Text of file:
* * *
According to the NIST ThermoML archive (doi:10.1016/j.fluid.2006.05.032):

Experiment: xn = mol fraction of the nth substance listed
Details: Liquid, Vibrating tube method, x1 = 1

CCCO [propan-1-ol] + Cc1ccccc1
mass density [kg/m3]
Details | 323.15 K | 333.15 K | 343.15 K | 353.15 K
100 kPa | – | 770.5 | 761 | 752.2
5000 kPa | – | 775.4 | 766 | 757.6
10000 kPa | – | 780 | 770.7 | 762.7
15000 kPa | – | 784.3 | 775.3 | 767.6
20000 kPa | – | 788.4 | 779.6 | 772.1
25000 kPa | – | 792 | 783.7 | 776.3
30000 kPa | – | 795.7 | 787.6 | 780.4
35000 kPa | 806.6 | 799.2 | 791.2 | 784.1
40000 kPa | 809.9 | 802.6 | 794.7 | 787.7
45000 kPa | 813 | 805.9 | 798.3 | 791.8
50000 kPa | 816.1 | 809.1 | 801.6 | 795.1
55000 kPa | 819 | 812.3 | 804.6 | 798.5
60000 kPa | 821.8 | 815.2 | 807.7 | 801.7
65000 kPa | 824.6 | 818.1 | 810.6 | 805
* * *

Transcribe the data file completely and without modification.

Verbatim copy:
According to the NIST ThermoML archive (doi:10.1016/j.fluid.2006.05.032):

Experiment: xn = mol fraction of the nth substance listed
Details: Liquid, Vibrating tube method, x1 = 1

CCCO [propan-1-ol] + Cc1ccccc1
mass density [kg/m3]
Details | 323.15 K | 333.15 K | 343.15 K | 353.15 K
100 kPa | – | 770.5 | 761 | 752.2
5000 kPa | – | 775.4 | 766 | 757.6
10000 kPa | – | 780 | 770.7 | 762.7
15000 kPa | – | 784.3 | 775.3 | 767.6
20000 kPa | – | 788.4 | 779.6 | 772.1
25000 kPa | – | 792 | 783.7 | 776.3
30000 kPa | – | 795.7 | 787.6 | 780.4
35000 kPa | 806.6 | 799.2 | 791.2 | 784.1
40000 kPa | 809.9 | 802.6 | 794.7 | 787.7
45000 kPa | 813 | 805.9 | 798.3 | 791.8
50000 kPa | 816.1 | 809.1 | 801.6 | 795.1
55000 kPa | 819 | 812.3 | 804.6 | 798.5
60000 kPa | 821.8 | 815.2 | 807.7 | 801.7
65000 kPa | 824.6 | 818.1 | 810.6 | 805